Saturday, March 11, 2006

How To Create Bootable CDs?

Smart guide to … stuff

There are many applications for
bootable CDs - the most common
being when undertaking
large roll-outs and when using test
rigs,where it is often useful to combine
operating systems with boot and diagnostic
diskettes to automate the process
of setting up machines.
If you need to repeatedly test from
clean installations it can save lots of
time if you image a disk drive and put
the image, along with the imagingsoftware,
on a bootable CD. It can also be
a timesaver to have frequently-used
boot and diagnostic diskettes on CD,
and it’s an easy way to work with PCs
that do not have a floppy disk drive.
To see if a PC supports booting
from a CD, check your BIOS setup
screens. SCSI drives have their own
BIOS on the adapter; IDE drives use
code in the system BIOS.Most modern
SCSI adapters have a BIOS that allows
it, and most motherboards of the last
two years support booting from IDE
CDdrives. If you are able to change the
boot options, and it lists “CD-ROM”,
your system supports booting from a
CD. If you have a 1995 or 1996motherboard
or SCSI cardthat doesnot support
it, it’s probably worth contacting
the manufacturer - many have BIOS
upgrades available.

l A rewriteable CDR drive is an extremely
useful tool when experimenting
with bootable CDs.
Although your test CDRW may be
unusable in some standard CD
drives, it can be used on themastering
systemif the CDRWdrive is set
as the primary CD, and this is
enough for general test purposes. If
you are planning on making a variety
of bootable CDs, or just experimenting,
CDRW has the obvious
advantage of media cost. If you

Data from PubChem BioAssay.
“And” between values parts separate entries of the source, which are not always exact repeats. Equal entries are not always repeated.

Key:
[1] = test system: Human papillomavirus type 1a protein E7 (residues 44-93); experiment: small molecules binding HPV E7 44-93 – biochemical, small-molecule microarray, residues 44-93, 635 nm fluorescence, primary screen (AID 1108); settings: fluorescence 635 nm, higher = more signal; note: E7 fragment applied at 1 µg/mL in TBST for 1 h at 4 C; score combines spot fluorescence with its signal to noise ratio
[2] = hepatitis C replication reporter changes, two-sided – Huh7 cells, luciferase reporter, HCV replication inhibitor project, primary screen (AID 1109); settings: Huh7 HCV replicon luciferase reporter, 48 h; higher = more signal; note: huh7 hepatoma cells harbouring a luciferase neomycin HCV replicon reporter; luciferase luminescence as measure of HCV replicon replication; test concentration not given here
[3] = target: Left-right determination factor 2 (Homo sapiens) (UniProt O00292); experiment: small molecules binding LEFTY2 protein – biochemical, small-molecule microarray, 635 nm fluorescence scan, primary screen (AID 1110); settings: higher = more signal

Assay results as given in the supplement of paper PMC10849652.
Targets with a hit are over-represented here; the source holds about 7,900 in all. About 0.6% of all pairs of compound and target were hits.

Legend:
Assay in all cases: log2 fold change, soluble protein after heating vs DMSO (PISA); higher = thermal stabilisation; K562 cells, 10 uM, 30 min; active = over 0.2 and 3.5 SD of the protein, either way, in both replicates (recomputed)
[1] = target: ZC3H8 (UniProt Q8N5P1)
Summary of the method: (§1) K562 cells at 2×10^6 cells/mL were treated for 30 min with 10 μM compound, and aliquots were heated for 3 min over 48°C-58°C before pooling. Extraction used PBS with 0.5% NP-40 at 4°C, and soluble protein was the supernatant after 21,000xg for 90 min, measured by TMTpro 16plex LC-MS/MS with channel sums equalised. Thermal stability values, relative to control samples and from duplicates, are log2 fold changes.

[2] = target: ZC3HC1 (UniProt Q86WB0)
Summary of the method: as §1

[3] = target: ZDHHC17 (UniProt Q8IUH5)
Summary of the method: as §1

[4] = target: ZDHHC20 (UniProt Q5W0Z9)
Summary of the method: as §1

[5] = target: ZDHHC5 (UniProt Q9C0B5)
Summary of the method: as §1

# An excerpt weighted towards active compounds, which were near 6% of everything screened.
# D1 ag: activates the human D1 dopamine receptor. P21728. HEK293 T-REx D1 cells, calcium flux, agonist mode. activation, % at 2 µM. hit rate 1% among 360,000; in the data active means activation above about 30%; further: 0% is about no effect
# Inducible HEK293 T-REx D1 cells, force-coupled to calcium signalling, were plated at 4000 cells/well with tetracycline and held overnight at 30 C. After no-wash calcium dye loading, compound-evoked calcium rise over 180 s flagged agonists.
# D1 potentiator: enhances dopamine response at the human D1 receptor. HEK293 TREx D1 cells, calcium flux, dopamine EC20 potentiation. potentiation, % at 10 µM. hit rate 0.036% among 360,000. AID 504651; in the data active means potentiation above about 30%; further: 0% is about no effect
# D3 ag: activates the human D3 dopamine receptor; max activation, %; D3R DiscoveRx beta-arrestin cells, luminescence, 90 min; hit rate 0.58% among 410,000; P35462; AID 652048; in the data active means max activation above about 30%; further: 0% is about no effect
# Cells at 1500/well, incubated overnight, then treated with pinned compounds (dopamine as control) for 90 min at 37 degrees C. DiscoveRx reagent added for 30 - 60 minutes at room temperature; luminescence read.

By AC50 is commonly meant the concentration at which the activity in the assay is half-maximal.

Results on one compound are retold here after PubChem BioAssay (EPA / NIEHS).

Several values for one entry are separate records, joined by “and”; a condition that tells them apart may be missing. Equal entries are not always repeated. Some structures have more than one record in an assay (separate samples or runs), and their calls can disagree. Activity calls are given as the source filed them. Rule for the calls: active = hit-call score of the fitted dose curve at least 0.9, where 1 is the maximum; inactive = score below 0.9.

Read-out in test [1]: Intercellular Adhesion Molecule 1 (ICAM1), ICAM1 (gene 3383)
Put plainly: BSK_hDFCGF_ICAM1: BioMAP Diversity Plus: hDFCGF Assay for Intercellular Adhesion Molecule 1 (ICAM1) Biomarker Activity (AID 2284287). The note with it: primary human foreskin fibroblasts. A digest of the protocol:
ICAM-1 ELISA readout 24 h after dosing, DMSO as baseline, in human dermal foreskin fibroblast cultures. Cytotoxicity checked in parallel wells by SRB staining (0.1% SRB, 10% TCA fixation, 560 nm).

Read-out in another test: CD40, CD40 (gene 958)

don’t have a CDRW, any failed experiments
can be used as multi-session
l When making hard disk image
CDs, an old hard disk drive around
650MB in sizemakes a useful addition
to your mastering system. As
hard disk images have certain partitioning
requirements, detailed
above, it’s much easier to have a
whole disk to use for your layout if
you are doing this type of work.
l UnderWindows NT, you will need
to have administrative rights if you
are creating hard disk images (this
requires access to all disk sectors).
l It is possible that you will encounter
older CDs that start to boot, fail
immediately and hang your system.
This is because there was no
initial standard for the first few sectors
of CDs and, although unlikely,
somemay contain a correct “validation
entry” without any of the other
required boot files.

For details:

Postings are mere informative and may not comply with standards!

0 responses:

Post a Comment

Thanking you for your comment(s). Hope you will visit this blog again!

Subscribe to geeklog feed Bookmark and Share

Design by Free blogger template